But what should have otherwise been a celebratory moment for Clinton was partly overshadowed—yet again—by a scandal that continues to dog her campaign. Comey announced Tuesday morning just hours before the Clinton-Obama joint appearance that the former secretary of state’s use of a private email server during her tenure at the State Department was “extremely careless.”

Although Comey said that he would not recommend charges against Clinton, the long-awaited announcement, coming after Clinton’s lengthy interview at the FBI headquarters over the weekend, was a striking rebuke of the Democratic Party’s presumptive White House nominee. Even with the federal probe wrapping up, Republicans continue to seize on the email controversy as Clinton seeks to shed the perception that she is untrustworthy and dishonest.

“Although we did not find clear evidence that Secretary Clinton or her colleagues intended to violate laws governing the handling of classified information,” Comey said, “there is evidence that they were extremely careless in their handling of very sensitive, highly classified information.”

With polls suggesting that more Democrats trust Obama than Clinton, the president will no doubt be one of Clinton’s most powerful surrogates in the general election.

Starting with Obama’s first in-person call for Clinton’s election Tuesday, Clinton aides hope the second-term president will serve as a validating voice that can vouch for Clinton’s character, fitness and qualifications. The president, Democrats believe, can rouse voters not yet clamoring for Clinton.

Obama’s push for Clinton comes after months of waiting. Like most Democrats, he expected his party’s primary to conclude far sooner than it did. The Orlando terrorist shooting last month further postponed Obama’s first campaign event, as the president grew increasingly revved up to appear alongside Clinton, according to aides.

Originally, Obama and Clinton were set to appear in Wisconsin, a state where Sen. Bernie Sanders handily won the Democratic primary. But with Sanders hinting that he’ll soon offer Clinton his full-throated backing, the campaign opted instead for a stop in North Carolina, which Obama lost narrowly in 2012. The pair campaigned only blocks from the site of that year’s Democratic National Convention.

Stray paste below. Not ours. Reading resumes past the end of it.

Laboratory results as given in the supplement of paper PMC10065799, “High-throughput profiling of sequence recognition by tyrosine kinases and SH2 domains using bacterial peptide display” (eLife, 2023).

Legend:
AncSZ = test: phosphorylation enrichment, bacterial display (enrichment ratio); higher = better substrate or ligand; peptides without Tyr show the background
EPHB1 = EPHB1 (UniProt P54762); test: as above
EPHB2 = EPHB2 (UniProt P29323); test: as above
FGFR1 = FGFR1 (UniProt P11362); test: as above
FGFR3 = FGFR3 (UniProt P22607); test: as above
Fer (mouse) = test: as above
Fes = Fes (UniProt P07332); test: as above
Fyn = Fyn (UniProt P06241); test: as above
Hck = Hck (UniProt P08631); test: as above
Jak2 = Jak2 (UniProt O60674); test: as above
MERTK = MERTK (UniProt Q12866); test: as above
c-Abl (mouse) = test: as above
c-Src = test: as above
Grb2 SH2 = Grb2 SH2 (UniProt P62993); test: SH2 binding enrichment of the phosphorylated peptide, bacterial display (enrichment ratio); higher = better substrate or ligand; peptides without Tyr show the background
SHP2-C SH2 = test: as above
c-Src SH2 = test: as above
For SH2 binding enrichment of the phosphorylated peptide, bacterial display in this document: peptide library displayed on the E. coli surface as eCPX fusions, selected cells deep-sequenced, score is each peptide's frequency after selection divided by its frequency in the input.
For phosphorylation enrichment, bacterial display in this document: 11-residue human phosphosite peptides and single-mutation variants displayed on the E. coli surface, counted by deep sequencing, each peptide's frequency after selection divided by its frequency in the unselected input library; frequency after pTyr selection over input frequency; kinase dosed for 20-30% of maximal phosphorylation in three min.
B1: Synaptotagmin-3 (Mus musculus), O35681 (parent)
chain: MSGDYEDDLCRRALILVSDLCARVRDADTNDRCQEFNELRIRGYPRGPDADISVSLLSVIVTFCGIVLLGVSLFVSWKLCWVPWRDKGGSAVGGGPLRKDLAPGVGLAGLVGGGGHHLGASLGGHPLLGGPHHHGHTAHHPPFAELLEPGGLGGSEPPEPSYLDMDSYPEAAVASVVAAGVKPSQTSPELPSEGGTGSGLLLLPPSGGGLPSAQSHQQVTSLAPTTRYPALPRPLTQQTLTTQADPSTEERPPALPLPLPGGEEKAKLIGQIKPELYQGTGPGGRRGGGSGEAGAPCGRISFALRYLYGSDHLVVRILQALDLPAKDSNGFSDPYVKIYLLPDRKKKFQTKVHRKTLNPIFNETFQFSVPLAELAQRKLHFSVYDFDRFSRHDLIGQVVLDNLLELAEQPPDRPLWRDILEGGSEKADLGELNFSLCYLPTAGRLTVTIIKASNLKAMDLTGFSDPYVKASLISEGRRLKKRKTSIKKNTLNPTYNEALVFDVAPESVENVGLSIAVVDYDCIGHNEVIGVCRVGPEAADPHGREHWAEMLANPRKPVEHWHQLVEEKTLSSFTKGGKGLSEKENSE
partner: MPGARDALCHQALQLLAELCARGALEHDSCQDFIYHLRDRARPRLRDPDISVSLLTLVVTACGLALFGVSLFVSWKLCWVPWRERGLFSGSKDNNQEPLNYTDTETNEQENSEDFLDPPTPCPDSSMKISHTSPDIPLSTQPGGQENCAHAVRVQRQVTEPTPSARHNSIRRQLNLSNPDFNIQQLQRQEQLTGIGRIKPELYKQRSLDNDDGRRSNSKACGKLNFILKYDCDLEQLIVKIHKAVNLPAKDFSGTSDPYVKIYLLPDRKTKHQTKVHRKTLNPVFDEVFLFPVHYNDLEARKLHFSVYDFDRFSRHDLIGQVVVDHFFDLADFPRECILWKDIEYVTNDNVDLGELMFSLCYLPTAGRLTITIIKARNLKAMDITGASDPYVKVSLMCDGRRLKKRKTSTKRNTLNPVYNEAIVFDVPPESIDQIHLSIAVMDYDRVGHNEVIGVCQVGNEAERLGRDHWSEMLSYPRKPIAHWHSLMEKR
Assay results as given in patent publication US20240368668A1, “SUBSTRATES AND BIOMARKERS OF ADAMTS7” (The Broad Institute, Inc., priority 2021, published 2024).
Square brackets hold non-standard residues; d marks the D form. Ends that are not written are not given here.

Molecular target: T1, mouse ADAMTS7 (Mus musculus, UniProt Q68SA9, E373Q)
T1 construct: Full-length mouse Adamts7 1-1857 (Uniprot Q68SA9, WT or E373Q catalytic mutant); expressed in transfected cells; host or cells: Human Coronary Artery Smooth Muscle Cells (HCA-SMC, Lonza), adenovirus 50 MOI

Clinton’s top aides believe North Carolina is the biggest must-win for Trump, and their best chance to flip a state that Mitt Romney won in 2012. Clinton first deployed general election staff to North Carolina in late April and their first ads in the state began running in June.

Underscoring the importance both sides are placing on North Carolina, Trump also campaigned in the state Tuesday, appearing after Clinton during an evening event in Raleigh.

The Clinton campaign and the White House also believe Obama can help galvanize the state’s large African-American population to vote in November. Defeating Trump will require turning out the coalition of young people, suburban women and minorities that helped Obama win two presidential elections.

Soon joining Obama on the trail is Vice President Joe Biden, who plans to stump for Clinton in his hometown of Scranton, Pa., later this week.

For the president, a Trump presidency has become a nightmare scenario that has the potential to undo much of the work he’s focused on over the past seven years. As recently as last week, Obama was issuing executive orders in the hopes of institutionalizing the priorities of his administration.

In what’s becoming a regular occurrence, Obama used a foreign press conference (in this case, in Canada) to denounce Trump as the antithesis of populism. It wasn’t the first time Obama ripped into Trump abroad. Less than a month after the billionaire announced his candidacy, Obama shamed Trump for his criticism of Sen. John McCain during a news conference in Ethiopia.

“He’s a force multiplier for her,” said David Axelrod, Obama’s former senior adviser who now serves as a senior CNN political commentator. “When you think about it, Donald Trump is really the star of his show, and the supporting cast. She will have people out there and the president, chief among them, who can really bring the case.